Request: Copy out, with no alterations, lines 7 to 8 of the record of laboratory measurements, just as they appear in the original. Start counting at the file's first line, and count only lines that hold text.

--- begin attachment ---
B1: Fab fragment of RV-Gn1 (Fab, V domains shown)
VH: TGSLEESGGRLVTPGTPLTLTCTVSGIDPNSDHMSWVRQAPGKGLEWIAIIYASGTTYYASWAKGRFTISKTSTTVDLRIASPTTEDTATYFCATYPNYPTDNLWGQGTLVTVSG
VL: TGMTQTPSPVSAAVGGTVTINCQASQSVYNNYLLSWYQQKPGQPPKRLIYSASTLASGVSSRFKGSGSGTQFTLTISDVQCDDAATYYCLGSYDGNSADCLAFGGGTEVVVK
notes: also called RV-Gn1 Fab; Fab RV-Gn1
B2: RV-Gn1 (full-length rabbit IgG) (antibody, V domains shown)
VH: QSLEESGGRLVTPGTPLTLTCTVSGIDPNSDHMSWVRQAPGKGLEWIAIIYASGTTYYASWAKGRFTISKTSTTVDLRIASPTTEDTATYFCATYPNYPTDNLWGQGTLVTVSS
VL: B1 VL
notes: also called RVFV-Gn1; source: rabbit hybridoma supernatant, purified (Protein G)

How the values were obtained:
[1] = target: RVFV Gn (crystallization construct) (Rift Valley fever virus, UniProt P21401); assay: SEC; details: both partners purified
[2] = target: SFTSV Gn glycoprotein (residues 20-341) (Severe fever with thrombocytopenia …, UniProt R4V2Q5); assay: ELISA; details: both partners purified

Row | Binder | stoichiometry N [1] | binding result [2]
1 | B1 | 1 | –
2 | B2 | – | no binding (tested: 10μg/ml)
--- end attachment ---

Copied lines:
VL: B1 VL
notes: also called RVFV-Gn1; source: rabbit hybridoma supernatant, purified (Protein G)